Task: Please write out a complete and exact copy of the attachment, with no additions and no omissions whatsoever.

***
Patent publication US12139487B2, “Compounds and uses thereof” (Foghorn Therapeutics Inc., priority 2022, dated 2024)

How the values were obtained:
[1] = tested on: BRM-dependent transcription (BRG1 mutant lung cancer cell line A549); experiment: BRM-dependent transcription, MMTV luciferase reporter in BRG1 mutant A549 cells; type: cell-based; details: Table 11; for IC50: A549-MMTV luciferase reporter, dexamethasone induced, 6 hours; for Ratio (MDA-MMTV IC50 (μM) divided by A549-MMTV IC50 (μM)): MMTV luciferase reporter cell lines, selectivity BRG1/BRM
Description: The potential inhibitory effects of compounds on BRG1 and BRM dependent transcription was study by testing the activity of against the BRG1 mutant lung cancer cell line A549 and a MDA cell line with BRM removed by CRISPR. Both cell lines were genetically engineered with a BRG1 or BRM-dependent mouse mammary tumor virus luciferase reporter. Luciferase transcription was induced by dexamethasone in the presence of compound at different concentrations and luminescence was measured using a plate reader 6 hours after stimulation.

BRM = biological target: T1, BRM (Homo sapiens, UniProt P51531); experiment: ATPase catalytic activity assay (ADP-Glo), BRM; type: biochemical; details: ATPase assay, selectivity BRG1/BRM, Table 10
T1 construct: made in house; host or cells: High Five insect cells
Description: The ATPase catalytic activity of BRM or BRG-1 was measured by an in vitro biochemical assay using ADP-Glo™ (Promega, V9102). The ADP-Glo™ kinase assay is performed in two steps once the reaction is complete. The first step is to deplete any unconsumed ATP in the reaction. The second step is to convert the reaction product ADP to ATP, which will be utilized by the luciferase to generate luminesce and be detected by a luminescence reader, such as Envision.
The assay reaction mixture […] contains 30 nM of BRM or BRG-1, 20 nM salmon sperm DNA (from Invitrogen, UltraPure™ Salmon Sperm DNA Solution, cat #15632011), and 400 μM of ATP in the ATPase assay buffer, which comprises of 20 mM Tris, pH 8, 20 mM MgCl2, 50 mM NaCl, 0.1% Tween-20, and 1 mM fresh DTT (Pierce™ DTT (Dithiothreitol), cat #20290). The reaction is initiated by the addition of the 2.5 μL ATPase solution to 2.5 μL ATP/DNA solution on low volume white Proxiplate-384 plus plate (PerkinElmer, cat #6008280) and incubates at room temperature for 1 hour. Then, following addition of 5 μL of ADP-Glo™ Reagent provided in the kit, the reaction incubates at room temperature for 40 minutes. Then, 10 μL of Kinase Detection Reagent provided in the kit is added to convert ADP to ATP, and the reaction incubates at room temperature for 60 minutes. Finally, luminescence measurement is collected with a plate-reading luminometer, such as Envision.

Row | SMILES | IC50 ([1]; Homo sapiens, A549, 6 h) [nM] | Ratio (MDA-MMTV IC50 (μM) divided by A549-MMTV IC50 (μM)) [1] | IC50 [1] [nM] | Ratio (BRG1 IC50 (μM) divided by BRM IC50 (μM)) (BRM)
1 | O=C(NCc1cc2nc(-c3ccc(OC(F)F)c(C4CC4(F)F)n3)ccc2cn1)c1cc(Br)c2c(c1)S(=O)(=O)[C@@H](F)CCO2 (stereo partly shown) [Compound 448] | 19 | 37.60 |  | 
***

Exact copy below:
Patent publication US12139487B2, “Compounds and uses thereof” (Foghorn Therapeutics Inc., priority 2022, dated 2024)

How the values were obtained:
[1] = tested on: BRM-dependent transcription (BRG1 mutant lung cancer cell line A549); experiment: BRM-dependent transcription, MMTV luciferase reporter in BRG1 mutant A549 cells; type: cell-based; details: Table 11; for IC50: A549-MMTV luciferase reporter, dexamethasone induced, 6 hours; for Ratio (MDA-MMTV IC50 (μM) divided by A549-MMTV IC50 (μM)): MMTV luciferase reporter cell lines, selectivity BRG1/BRM
Description: The potential inhibitory effects of compounds on BRG1 and BRM dependent transcription was study by testing the activity of against the BRG1 mutant lung cancer cell line A549 and a MDA cell line with BRM removed by CRISPR. Both cell lines were genetically engineered with a BRG1 or BRM-dependent mouse mammary tumor virus luciferase reporter. Luciferase transcription was induced by dexamethasone in the presence of compound at different concentrations and luminescence was measured using a plate reader 6 hours after stimulation.

BRM = biological target: T1, BRM (Homo sapiens, UniProt P51531); experiment: ATPase catalytic activity assay (ADP-Glo), BRM; type: biochemical; details: ATPase assay, selectivity BRG1/BRM, Table 10
T1 construct: made in house; host or cells: High Five insect cells
Description: The ATPase catalytic activity of BRM or BRG-1 was measured by an in vitro biochemical assay using ADP-Glo™ (Promega, V9102). The ADP-Glo™ kinase assay is performed in two steps once the reaction is complete. The first step is to deplete any unconsumed ATP in the reaction. The second step is to convert the reaction product ADP to ATP, which will be utilized by the luciferase to generate luminesce and be detected by a luminescence reader, such as Envision.
The assay reaction mixture […] contains 30 nM of BRM or BRG-1, 20 nM salmon sperm DNA (from Invitrogen, UltraPure™ Salmon Sperm DNA Solution, cat #15632011), and 400 μM of ATP in the ATPase assay buffer, which comprises of 20 mM Tris, pH 8, 20 mM MgCl2, 50 mM NaCl, 0.1% Tween-20, and 1 mM fresh DTT (Pierce™ DTT (Dithiothreitol), cat #20290). The reaction is initiated by the addition of the 2.5 μL ATPase solution to 2.5 μL ATP/DNA solution on low volume white Proxiplate-384 plus plate (PerkinElmer, cat #6008280) and incubates at room temperature for 1 hour. Then, following addition of 5 μL of ADP-Glo™ Reagent provided in the kit, the reaction incubates at room temperature for 40 minutes. Then, 10 μL of Kinase Detection Reagent provided in the kit is added to convert ADP to ATP, and the reaction incubates at room temperature for 60 minutes. Finally, luminescence measurement is collected with a plate-reading luminometer, such as Envision.

Row | SMILES | IC50 ([1]; Homo sapiens, A549, 6 h) [nM] | Ratio (MDA-MMTV IC50 (μM) divided by A549-MMTV IC50 (μM)) [1] | IC50 [1] [nM] | Ratio (BRG1 IC50 (μM) divided by BRM IC50 (μM)) (BRM)
1 | O=C(NCc1cc2nc(-c3ccc(OC(F)F)c(C4CC4(F)F)n3)ccc2cn1)c1cc(Br)c2c(c1)S(=O)(=O)[C@@H](F)CCO2 (stereo partly shown) [Compound 448] | 19 | 37.60 |  | 